THE toddler was a lovely looking lad attired in fine clothes with a red tam-o-shanter atop his fair head. But within a few months he was to become unrecognisable. NIGEL HEINS relates the dreadful story of Walter Steers and how fate led him to the clutches of a wicked man...

DESPITE being desperately ill, the broken-hearted young mother was determined her little boy would look his very best when she handed him into the care of strangers - and a new life.

With his small round features, blue eyes and fair hair, Walter Steers was as bonny a boy as you could wish to see in 1890s' England when scrawny little ragamuffins abounded.

But his mother Alice had been told by the doctor that she could be dying. Caring for a toddler would be impossible and so a foster mother was found.

Tearful Alice dressed Walter in a white flannel petticoat worked in pink wool, a blue and white top, red marino frock with white floss silk, a white pinafore, a red plush tam-o-shanter and a scarlet cape.

What a contrast to Charles Saunders, the evil man who was to change him from a thriving child to a sore-riddled wreck - and then kill him in a deserted cottage at Little Hereford.

Saunders was a short man with high overhanging forehead, sunken eyes, small nose and hollow cheeks. He had a downcast, starving look, his beard and whiskers were sandy-coloured and he wore a black mourning coat with plaid handkerchief and dirty cord trousers.

The story of Saunders and woeful Walter could have come from a Charles Dickens novel except that the great writer's tales usually saw the forces for good triumph in the end. In this dreadful episode there were few redeeming moments.

The awful deeds of 1891 were outlined in court by a solicitor who had a name Dickens could well have created - Mr Cook Kettle.

After leaving his sick mother, little Walter was fostered by a Mrs Smith in Walsall but things soon went awry when her partner left town to seek work and she became destined for the workhouse.

Mrs Smith had left Walter with a woman in a lodging house in Kidderminster, but she was anxious to be rid of him and soon saw her wish granted.

Staying at the house was Saunders and his lover Elizabeth Caldwell. She fancied the idea of a 'ready-made' child and one day snatched the boy - "such a nice pretty one" - and disappeared.

Saunders and 20-year-old Caldwell had met at Bromyard after hop-picking and then tramped around the country as man and wife, eventually ending up in the Little Hereford area.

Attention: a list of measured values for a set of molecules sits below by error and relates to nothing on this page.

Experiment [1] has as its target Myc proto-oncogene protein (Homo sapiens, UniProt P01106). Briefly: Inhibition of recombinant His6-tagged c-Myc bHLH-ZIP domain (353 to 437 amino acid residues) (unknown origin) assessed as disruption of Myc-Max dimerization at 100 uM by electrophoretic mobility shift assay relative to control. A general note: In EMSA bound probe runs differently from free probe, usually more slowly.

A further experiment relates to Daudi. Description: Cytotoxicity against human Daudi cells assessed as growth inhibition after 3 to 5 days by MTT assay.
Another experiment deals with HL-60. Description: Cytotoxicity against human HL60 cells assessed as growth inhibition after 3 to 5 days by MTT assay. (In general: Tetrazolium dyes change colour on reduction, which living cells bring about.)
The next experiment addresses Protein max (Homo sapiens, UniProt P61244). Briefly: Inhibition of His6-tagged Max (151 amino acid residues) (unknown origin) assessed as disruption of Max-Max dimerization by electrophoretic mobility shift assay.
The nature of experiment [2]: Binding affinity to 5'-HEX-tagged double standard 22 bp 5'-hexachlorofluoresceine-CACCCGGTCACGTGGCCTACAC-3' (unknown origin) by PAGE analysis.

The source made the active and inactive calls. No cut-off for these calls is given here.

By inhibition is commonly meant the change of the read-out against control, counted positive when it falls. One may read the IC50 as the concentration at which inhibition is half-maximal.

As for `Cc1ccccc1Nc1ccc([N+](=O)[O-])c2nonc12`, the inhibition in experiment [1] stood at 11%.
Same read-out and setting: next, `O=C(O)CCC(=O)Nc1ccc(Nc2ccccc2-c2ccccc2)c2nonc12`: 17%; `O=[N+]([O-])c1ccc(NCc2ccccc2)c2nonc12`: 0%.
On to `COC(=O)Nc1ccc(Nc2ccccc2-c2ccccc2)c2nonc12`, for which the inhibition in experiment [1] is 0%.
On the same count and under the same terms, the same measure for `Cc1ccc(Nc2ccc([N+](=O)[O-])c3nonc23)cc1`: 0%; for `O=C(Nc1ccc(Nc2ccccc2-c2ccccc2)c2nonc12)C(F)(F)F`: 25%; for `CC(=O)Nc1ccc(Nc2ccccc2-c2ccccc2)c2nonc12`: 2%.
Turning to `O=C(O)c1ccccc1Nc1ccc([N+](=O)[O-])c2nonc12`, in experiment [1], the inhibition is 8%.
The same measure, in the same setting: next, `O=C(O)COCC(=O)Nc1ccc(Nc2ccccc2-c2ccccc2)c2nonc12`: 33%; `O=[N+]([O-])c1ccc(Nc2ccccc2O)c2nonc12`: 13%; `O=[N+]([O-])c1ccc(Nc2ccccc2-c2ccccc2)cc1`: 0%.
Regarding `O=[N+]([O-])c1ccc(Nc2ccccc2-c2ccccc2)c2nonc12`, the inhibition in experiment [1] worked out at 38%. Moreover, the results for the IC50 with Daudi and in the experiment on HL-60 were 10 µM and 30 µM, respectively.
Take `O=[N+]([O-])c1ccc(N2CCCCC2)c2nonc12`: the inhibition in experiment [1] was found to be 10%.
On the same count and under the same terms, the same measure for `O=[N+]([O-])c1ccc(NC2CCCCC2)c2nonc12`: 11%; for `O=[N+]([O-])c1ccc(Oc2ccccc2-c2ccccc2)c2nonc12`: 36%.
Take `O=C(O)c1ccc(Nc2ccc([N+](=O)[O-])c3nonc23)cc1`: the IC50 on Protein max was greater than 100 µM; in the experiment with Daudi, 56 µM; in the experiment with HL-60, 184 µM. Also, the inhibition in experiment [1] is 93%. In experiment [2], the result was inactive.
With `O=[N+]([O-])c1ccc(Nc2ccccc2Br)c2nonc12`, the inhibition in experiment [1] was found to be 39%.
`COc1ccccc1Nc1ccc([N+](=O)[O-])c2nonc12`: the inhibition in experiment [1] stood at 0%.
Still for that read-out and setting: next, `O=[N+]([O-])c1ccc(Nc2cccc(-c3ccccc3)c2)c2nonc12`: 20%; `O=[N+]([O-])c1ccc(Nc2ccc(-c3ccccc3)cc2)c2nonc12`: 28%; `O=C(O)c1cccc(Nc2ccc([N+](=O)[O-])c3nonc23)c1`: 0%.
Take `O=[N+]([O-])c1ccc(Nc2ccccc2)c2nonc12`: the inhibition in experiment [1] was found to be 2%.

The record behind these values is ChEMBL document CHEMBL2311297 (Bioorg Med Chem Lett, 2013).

He had seemingly been aghast at their twosome becoming a family but soon saw Walter as a money-maker - by using him to prey upon people's charitable instincts. People parted with cash or goods when they saw the child, who had become a pitiful shadow of his former robust self.

The court, including Walter's distressed mother, heard harrowing accounts of the way Saunders treated the lad with inhuman brutality.

He took sadistic pleasure in harming the lad, boasting how his tiny charge was "very hardy", never letting out a cry.

On one occasion he took his clay pipe - hot and fully alight - and thrust it into Walter's mouth, holding it there for a considerable time. Witnesses recounted how the boy uttered not a sound, but tears of pain poured down his cheeks.

Walter was covered with running sores and Saunders took the expression 'cruel to be kind' to the extreme. He rammed a stick into the

toddler's mouth, covered his face with a medical concoction and turned him 'spit fashion' in front of the fire to soak the grease into bruises and wounds.

One night, Walter forgot his so-called claim to fame and cried. This infuriated Saunders who shook the child violently, his head crashing against either a wall or the floorboards.

The short, miserable life of Walter Frederick Steers was over. His last word was "mamma".

Saunders claimed he had shaken the child in a bid to stop "it" crying and to make "it" sleep. He, too, was doomed and was sentenced to death by Mr Justice Day.

On Christmas Eve, 1891, large crowds defied the frost and fog to gather outside Hereford Jail to look for the black flag that would mark the hanging of sadist Saunders. They had a long wait because hangman Billington was late, having badly planned his rail journey from an execution in Durham.

Eventually the deed was carried out. The body of the man who had barbecued a boy swayed once or twice.

There followed a few twitchings of the arms and then stillness and silence.